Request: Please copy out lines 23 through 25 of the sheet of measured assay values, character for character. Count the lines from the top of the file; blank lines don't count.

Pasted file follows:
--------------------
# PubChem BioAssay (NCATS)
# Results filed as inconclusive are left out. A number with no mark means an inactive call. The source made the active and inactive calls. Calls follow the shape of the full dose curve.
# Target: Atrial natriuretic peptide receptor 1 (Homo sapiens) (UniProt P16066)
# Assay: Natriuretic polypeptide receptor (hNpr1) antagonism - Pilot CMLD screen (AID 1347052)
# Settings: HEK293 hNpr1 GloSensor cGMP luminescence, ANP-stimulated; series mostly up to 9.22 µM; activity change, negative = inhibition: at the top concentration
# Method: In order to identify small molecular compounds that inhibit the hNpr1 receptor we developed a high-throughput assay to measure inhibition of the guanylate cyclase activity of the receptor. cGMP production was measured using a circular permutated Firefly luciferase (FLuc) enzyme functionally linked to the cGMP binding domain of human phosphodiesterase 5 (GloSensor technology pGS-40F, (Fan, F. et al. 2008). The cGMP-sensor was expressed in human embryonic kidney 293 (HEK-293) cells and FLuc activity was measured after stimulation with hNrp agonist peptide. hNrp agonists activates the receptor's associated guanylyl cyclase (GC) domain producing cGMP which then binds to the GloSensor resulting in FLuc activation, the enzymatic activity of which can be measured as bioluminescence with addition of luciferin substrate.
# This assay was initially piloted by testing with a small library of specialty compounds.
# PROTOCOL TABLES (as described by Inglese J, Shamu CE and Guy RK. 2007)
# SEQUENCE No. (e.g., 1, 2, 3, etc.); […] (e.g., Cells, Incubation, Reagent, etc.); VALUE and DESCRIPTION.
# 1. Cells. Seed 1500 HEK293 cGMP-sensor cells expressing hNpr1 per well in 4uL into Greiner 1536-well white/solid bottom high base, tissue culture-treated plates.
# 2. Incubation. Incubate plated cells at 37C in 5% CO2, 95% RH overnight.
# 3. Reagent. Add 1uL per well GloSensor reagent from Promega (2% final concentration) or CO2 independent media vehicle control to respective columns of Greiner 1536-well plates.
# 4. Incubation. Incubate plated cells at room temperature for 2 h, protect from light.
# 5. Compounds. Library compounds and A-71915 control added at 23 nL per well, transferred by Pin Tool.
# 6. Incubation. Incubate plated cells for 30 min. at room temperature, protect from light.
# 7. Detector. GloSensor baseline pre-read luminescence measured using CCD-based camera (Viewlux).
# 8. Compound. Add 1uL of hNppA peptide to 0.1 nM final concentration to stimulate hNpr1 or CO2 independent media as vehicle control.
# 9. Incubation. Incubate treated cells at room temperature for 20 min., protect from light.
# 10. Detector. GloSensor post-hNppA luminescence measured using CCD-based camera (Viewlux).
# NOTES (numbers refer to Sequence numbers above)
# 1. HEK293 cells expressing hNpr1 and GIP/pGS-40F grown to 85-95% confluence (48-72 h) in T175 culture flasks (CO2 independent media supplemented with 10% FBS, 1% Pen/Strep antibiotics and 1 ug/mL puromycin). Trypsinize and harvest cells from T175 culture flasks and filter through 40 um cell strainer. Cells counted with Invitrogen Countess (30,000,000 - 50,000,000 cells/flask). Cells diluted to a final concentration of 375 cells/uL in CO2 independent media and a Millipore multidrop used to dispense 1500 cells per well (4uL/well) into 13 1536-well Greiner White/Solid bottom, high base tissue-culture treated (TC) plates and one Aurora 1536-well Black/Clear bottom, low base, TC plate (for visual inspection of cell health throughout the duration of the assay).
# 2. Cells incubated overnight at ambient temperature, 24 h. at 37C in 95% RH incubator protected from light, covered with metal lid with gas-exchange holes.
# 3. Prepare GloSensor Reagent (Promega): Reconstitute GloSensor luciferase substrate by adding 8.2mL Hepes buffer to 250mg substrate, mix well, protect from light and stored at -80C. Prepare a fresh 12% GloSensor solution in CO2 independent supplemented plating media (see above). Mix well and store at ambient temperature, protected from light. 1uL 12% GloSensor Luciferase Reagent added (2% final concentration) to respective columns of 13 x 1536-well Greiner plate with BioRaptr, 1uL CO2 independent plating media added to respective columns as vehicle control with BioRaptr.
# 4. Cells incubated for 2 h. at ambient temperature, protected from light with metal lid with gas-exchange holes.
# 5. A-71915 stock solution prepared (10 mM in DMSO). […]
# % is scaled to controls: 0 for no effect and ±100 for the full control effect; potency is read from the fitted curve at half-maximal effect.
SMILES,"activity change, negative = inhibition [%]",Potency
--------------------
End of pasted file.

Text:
# 3. Prepare GloSensor Reagent (Promega): Reconstitute GloSensor luciferase substrate by adding 8.2mL Hepes buffer to 250mg substrate, mix well, protect from light and stored at -80C. Prepare a fresh 12% GloSensor solution in CO2 independent supplemented plating media (see above). Mix well and store at ambient temperature, protected from light. 1uL 12% GloSensor Luciferase Reagent added (2% final concentration) to respective columns of 13 x 1536-well Greiner plate with BioRaptr, 1uL CO2 independent plating media added to respective columns as vehicle control with BioRaptr.
# 4. Cells incubated for 2 h. at ambient temperature, protected from light with metal lid with gas-exchange holes.
# 5. A-71915 stock solution prepared (10 mM in DMSO). […]